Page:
Carbon dioxide emissions are rising rapidly in the UK, forcing the government to consider a range of new measures to keep its pledge to combat climate change. Figures from the Department of Trade and Industry yesterday show that rather than falling as planned, carbon dioxide emissions have risen rapidly - by 2.2 per cent in 2003 and 1.5 per cent in 2004. With the last Labour manifesto promising to cut emissions on 1990 levels by 20 per cent by 2010, the government has realised that drastic action is now required to tackle the problem. Among the actions being considered by the government review are:
* A review of wind power and other renewables to see if they can deliver more carbon dioxide savings;
* Large scale investment in the next generation of tidal, wave and solar systems;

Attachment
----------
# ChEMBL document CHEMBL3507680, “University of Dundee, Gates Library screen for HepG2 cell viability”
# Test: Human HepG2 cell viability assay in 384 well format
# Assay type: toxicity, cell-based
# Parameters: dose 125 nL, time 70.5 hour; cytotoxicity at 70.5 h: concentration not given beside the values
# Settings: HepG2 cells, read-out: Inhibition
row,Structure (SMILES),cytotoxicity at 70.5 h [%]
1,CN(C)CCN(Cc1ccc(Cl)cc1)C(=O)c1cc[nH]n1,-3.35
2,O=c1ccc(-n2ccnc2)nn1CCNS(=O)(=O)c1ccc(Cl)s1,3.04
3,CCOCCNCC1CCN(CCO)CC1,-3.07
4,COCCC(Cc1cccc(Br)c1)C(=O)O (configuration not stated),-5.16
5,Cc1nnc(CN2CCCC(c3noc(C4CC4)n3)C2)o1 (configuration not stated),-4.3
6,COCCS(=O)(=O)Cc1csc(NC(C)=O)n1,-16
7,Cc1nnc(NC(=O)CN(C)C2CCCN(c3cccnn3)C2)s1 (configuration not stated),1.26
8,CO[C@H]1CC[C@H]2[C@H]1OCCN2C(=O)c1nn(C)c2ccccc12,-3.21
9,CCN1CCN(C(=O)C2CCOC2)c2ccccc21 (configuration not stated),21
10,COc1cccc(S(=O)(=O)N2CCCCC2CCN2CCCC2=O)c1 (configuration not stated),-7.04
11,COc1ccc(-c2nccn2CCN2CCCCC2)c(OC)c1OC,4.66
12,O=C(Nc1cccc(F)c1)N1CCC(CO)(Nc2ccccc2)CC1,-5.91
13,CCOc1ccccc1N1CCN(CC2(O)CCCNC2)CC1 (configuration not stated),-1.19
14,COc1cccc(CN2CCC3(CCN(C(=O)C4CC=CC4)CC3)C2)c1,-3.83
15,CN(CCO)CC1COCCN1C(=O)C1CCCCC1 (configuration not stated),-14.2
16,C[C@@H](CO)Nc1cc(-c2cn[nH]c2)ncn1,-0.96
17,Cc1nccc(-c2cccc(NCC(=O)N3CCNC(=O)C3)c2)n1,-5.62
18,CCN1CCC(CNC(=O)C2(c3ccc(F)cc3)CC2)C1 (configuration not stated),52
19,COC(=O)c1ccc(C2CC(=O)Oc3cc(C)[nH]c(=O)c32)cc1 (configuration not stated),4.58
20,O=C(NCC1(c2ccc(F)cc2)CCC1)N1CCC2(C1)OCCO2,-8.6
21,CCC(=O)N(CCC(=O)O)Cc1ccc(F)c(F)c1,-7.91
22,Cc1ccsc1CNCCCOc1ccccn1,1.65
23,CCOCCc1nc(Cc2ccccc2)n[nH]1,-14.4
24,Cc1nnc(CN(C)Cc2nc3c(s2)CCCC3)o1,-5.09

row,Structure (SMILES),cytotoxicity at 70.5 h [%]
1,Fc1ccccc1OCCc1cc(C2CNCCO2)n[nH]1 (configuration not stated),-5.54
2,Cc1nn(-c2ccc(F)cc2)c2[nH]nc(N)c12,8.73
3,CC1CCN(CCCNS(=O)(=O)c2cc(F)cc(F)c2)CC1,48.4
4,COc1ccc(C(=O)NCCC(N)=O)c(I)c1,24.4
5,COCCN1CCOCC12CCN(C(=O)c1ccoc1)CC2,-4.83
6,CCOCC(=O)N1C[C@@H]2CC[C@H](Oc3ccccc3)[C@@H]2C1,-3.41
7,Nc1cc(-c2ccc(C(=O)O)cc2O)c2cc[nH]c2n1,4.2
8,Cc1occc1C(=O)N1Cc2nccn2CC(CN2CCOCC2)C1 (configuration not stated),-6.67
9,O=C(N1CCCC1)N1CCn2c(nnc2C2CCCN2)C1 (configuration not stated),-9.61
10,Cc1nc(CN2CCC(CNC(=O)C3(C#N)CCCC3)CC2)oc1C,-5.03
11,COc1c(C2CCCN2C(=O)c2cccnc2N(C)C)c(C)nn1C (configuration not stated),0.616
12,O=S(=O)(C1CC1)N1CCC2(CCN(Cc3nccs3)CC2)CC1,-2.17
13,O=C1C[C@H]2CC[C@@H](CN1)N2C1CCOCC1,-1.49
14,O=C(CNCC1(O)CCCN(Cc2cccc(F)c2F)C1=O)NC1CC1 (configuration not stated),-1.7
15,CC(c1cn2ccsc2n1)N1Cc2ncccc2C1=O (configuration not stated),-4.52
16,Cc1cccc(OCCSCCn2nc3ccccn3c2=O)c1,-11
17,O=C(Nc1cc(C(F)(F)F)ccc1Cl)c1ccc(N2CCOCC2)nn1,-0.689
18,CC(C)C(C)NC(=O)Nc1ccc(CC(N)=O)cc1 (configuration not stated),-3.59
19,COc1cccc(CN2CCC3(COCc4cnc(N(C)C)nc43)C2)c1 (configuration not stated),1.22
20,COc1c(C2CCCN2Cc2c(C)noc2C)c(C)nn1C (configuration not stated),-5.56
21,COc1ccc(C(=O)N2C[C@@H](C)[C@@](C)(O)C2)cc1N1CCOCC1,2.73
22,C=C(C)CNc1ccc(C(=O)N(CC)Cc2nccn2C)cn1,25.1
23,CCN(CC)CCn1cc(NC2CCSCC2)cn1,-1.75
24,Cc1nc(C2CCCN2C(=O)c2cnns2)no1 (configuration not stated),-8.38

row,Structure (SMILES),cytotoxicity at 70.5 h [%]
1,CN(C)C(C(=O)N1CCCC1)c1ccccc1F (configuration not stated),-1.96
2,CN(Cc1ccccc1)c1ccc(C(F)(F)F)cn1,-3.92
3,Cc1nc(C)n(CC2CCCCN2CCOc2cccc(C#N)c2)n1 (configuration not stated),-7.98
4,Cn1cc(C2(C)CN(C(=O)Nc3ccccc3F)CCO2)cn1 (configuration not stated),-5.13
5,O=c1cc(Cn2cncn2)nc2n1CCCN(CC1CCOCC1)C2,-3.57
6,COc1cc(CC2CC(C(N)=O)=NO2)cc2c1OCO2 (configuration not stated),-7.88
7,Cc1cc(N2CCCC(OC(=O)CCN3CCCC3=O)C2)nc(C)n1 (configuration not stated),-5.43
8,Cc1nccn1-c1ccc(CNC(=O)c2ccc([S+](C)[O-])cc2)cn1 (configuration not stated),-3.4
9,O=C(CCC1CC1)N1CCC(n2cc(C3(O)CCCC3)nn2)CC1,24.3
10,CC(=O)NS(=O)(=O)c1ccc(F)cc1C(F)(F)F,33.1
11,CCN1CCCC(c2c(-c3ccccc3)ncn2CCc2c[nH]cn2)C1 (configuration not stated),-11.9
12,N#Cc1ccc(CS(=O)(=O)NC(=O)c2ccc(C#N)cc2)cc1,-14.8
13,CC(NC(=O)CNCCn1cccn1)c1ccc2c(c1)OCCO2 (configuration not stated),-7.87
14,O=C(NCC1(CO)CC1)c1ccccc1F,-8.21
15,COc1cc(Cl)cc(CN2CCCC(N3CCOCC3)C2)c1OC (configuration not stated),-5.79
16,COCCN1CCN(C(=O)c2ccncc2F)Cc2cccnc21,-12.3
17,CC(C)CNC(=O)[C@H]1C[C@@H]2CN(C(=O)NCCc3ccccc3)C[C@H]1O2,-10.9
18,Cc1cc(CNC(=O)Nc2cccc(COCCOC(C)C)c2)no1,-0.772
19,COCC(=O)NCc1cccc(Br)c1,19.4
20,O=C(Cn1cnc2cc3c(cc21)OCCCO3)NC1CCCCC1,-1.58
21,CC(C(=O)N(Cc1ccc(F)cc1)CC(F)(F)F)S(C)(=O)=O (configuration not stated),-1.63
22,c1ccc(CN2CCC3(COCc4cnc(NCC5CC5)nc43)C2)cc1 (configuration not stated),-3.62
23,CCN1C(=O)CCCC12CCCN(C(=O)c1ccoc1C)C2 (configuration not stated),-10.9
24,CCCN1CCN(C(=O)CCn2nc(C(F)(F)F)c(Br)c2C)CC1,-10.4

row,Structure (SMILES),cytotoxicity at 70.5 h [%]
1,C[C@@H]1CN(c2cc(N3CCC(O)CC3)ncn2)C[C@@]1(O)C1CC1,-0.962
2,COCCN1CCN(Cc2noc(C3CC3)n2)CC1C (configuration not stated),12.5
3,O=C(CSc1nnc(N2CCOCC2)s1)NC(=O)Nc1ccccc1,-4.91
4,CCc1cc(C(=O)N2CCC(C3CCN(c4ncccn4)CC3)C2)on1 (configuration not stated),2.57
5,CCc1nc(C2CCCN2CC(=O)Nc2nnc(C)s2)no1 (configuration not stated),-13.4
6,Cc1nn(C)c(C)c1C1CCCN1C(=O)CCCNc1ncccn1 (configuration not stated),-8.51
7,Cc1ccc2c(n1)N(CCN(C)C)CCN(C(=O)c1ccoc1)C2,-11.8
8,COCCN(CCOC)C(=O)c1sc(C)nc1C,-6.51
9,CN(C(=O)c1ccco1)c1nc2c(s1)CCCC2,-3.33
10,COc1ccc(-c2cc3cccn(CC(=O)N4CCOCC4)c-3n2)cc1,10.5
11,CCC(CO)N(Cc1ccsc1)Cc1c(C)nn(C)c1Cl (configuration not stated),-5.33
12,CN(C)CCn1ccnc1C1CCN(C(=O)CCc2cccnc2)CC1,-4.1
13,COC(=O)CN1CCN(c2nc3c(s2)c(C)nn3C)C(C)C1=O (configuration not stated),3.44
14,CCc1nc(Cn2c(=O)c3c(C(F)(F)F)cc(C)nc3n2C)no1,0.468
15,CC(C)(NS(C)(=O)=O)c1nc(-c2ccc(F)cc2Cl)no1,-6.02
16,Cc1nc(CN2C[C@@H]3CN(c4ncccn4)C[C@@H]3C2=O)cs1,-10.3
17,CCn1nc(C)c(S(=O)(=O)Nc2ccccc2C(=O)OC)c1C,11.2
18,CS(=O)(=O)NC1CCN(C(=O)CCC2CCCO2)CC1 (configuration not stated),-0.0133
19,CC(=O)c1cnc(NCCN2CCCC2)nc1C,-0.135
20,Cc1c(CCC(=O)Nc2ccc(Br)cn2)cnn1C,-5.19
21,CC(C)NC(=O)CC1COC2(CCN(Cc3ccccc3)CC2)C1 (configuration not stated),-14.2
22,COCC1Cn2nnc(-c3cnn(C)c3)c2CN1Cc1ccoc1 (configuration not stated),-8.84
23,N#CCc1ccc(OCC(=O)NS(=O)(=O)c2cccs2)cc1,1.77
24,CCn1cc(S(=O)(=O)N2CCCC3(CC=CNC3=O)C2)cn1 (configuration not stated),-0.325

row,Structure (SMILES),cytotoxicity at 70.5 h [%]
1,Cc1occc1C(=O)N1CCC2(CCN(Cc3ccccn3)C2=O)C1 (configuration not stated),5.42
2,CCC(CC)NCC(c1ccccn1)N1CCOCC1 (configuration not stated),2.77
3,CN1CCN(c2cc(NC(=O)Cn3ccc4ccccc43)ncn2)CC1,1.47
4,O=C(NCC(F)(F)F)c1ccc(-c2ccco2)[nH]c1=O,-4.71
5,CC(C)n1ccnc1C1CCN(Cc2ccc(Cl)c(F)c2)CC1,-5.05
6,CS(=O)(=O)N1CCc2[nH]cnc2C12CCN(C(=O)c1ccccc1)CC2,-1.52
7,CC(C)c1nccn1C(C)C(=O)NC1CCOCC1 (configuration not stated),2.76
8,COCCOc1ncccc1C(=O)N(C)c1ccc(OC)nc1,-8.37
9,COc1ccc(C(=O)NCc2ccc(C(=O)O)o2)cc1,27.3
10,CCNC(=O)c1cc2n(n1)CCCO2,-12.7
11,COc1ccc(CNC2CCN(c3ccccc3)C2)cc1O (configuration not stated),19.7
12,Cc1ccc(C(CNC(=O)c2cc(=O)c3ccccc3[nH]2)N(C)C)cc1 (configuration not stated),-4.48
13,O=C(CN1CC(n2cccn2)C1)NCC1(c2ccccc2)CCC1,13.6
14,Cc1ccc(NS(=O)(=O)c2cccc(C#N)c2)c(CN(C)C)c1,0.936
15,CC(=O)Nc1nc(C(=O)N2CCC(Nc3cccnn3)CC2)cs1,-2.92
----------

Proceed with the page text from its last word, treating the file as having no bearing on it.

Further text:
* Consideration of whether a new generation of nuclear power stations is needed;
* Tax breaks and subsidies for energy efficient household appliances;
* New building regulations to make houses and businesses more energy efficient;
* Carbon taxes, including rises in fuel duties;
* A reduction in prices of alternative fuels and subsidies for bio-diesel made from oil seed rape.
Apart from its 2001 manifesto pledge of a 20% reduction, which the government has already admitted it might not meet, the UK is committed to a legally binding 12.5 per cent cut in all greenhouse gas emissions under the Kyoto protocol, which came into force last month. Until the latest figures were released, the government was confident that it would be well within the Kyoto target, but unless the trend is reversed it will miss that too.